Monthly Archives: September 2020

Character Descriptions

By Terry C. Misfeldt

How you craft descriptions of your characters is an important element in gaining and maintaining reader interest in your story. Character descriptions vary from quick sketches to detailed revelations that can include emotional states.

An example of a quick sketch would be describing a female character wearing a sleeveless top with colorful tattoo sleeves from shoulder to wrist on both arms. Main character? Perhaps, but more appropriate for a passing stranger in some scene.

The more detailed character description might be something like this: “The plump four-year-old towhead with sparkling blue eyes and out-turned feet plodded barefoot through the mud with his tossled hair clinging to the back of his sweaty neck. His bleeding hand was wrapped in his blood-soaked t-shirt that he held tight to his chest with his belly hanging over the waistband of his too-tight shorts.”

The point of the examples is writers need to create believable characters with precise descriptions. The scene in the second example is used more to describe what might be going on in the towhead’s brief existence, but you learn he is blond with blue eyes and is overweight for a 4-year-old.

Beware: You can divulge too much information about a character in a single description or scenario. This may force you to repeat traits or descriptions at other points in your story that could potentially conflict with your original picture of them.

Suggestion: Identify your characters and write character descriptions on each of them before you dig too deeply into writing the story. This enables you to sprinkle some of their traits throughout the story at appropriate times rather than all at once.

Observe people who may model the type of character you want to create. Take notes about how they move, what they wear, and, of course, what they look like. Writers call it research.

Writing Tools

By Terry C. Misfeldt

The most important tool available to you as a writer is your brain! Chief among writing tools: You ability to think and create. Think about what you are trying to say. When you know what message you want to convey, there are many writing tools at your disposal.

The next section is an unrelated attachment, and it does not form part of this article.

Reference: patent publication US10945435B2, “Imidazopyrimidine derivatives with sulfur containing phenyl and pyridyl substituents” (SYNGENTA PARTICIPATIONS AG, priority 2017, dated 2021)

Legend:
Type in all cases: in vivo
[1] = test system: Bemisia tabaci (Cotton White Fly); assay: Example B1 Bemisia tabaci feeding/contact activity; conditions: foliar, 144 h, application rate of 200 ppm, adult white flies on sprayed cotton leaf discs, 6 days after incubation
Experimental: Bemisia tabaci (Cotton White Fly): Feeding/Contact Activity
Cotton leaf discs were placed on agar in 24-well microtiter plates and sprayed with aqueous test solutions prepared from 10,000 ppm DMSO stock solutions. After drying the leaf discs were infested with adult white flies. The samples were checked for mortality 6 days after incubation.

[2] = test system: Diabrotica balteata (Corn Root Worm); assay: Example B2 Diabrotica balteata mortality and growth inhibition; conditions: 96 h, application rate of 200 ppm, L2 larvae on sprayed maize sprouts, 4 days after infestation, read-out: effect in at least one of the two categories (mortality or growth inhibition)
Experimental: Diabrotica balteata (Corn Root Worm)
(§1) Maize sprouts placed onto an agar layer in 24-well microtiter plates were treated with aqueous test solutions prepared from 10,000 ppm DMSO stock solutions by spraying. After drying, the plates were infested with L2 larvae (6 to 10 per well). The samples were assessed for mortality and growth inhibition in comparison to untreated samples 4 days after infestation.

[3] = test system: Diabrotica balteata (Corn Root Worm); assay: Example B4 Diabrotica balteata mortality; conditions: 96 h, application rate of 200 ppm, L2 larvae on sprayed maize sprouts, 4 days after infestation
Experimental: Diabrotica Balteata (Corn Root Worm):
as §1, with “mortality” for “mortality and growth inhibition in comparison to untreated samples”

Research can be a valuable writing tool. Where do you find out about personalities so you can determine what your characters’ flaws and attributes are? Psychology textbooks are one source. Personality profile programs are another. Maps, the Internet, and countless other sources of information can assist your research quest. Chambers of commerce in many communities can provide you with demographic information.

Reading is often overlooked as a writing tool, but one that can prove powerful. Read the works of other writers in the genre you are working on. How do they create scenes? Write down the ideas that relate to your story. How do they create conflict between characters? Again, make some notes. How do they create dialogue? Emulate them if you believe it is appropriate for your work.

Outlining & Plotting are writing tools that are somewhat synonymous. When you outline your story from beginning to conclusion, you have a tool that enables you to look at the story impartially. If you believe a chapter should be moved forward or back, the outline suggests where it may fit better. Plotting, likewise, enables you to plot the course of your story and inject conflict where you may not thought of adding it.

Another writing tool we take for granted: Your computer. Most computer programs help edit what you write and find alternative words if you need a substitute. Things I have found most valuable about my laptop are the keyboard I have attached that enables me to type more efficiently, the storage capacity, the ease of editing, and the speed it enables me to write with. My brain works much faster than my fingers can type, but the more I practice, the closer those two speeds come together.